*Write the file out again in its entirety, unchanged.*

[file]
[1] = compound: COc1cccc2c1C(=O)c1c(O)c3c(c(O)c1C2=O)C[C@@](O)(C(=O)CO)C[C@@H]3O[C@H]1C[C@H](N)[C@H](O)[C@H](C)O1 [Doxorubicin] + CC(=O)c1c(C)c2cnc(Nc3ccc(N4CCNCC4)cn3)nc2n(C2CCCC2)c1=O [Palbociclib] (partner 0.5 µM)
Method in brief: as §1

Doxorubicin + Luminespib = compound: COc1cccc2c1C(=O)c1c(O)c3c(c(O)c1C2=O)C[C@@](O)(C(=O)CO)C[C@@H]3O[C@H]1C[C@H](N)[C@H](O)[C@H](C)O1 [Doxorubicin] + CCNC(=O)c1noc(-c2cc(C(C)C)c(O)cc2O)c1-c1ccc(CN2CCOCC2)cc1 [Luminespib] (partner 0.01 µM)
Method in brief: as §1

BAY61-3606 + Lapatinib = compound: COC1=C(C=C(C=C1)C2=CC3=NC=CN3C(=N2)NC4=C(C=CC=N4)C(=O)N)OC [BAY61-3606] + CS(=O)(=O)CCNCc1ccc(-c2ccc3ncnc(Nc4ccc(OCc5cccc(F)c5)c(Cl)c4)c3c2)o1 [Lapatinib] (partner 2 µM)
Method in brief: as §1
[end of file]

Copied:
[1] = compound: COc1cccc2c1C(=O)c1c(O)c3c(c(O)c1C2=O)C[C@@](O)(C(=O)CO)C[C@@H]3O[C@H]1C[C@H](N)[C@H](O)[C@H](C)O1 [Doxorubicin] + CC(=O)c1c(C)c2cnc(Nc3ccc(N4CCNCC4)cn3)nc2n(C2CCCC2)c1=O [Palbociclib] (partner 0.5 µM)
Method in brief: as §1

Doxorubicin + Luminespib = compound: COc1cccc2c1C(=O)c1c(O)c3c(c(O)c1C2=O)C[C@@](O)(C(=O)CO)C[C@@H]3O[C@H]1C[C@H](N)[C@H](O)[C@H](C)O1 [Doxorubicin] + CCNC(=O)c1noc(-c2cc(C(C)C)c(O)cc2O)c1-c1ccc(CN2CCOCC2)cc1 [Luminespib] (partner 0.01 µM)
Method in brief: as §1

BAY61-3606 + Lapatinib = compound: COC1=C(C=C(C=C1)C2=CC3=NC=CN3C(=N2)NC4=C(C=CC=N4)C(=O)N)OC [BAY61-3606] + CS(=O)(=O)CCNCc1ccc(-c2ccc3ncnc(Nc4ccc(OCc5cccc(F)c5)c(Cl)c4)c3c2)o1 [Lapatinib] (partner 2 µM)
Method in brief: as §1